Just Twurdy - searches using Twurdy's basic algorithm with medium speed and medium results. 

Simple Twurdy - searches using Twurdy's simple algorithm for fast speed but less accurate results

Twurdy with Pop - searches using Twurdy's most complex algorithm which includes looking up the popularity of words within the text. It has a slower speed with more accurate results
.

9. Google Scholar is one of Google's lesser-known tools. Google Scholar is a search engine designed to search scholarly journals, Supreme Court records, and patent records. In some cases the results will link to abstracts of books and articles that you will then have to obtain from a library or book retailer. In other cases results will link to fully viewable documents.

10. Google, Bing, and Yahoo haven't indexed everything. There is still a lot of valuable content that is in databases like CQ Researcher that are accessible only to subscribers. Your school library or local public library probably has a subscription to one or more of those services. If you're not sure how to access or use one of those databases, your teacher-librarian is probably more than happy to teach you how.

Tuesday, May 26, 2009

Find Creative Commons Images on Yahoo Search

Yahoo has introduced a new option for finding Creative Commons licensed images. Now when you search for images using Yahoo's image search tool, you can select filters to refine results to show only images that are licensed under Creative Commons. The filters allow you to select filters for images that can be used for commercial purposes or images that are licensed for remixing and building upon. The screenshot below shows the filters I selected when searching for images of the Eiffel Tower.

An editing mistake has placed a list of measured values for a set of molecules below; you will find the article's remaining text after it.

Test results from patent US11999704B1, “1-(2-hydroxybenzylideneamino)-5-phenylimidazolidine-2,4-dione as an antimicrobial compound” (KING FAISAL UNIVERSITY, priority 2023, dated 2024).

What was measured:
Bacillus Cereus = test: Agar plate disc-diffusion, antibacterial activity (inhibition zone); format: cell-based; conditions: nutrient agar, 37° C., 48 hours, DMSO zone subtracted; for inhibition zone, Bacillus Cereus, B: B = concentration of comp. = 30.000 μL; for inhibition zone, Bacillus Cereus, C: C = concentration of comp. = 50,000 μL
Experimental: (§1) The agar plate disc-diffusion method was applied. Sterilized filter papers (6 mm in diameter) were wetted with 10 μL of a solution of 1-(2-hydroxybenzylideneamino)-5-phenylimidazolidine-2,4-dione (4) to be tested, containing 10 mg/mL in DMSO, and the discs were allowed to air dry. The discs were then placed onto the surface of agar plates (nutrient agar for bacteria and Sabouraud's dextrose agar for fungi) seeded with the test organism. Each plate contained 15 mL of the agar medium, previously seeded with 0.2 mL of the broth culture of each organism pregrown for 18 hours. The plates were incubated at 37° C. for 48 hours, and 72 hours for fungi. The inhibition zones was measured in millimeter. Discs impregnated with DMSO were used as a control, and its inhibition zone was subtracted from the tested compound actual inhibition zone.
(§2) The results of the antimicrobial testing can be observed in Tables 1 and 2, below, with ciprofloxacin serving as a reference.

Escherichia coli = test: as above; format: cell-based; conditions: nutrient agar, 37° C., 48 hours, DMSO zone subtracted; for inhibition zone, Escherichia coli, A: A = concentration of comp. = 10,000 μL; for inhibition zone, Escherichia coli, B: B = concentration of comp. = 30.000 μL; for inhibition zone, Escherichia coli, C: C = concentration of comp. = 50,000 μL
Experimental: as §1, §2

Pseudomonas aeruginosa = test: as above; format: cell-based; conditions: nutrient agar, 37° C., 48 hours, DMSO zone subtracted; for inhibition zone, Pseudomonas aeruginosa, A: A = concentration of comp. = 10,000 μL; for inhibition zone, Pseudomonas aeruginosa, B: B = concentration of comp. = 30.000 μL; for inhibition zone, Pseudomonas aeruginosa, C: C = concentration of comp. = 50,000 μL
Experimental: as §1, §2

Applications for Education
Yahoo's Creative Commons image search filter is one of the easiest-to-use Creative Commons search tools that I've tried. Yahoo's search filters make it easy for students to quickly find images that they can use in all kinds of digital presentations.

Here are some related resources that may be of interest to you:
Copyright for Educators
Creative Commons Explanations and Teaching Materials
Compfight - Creative Commons Image Search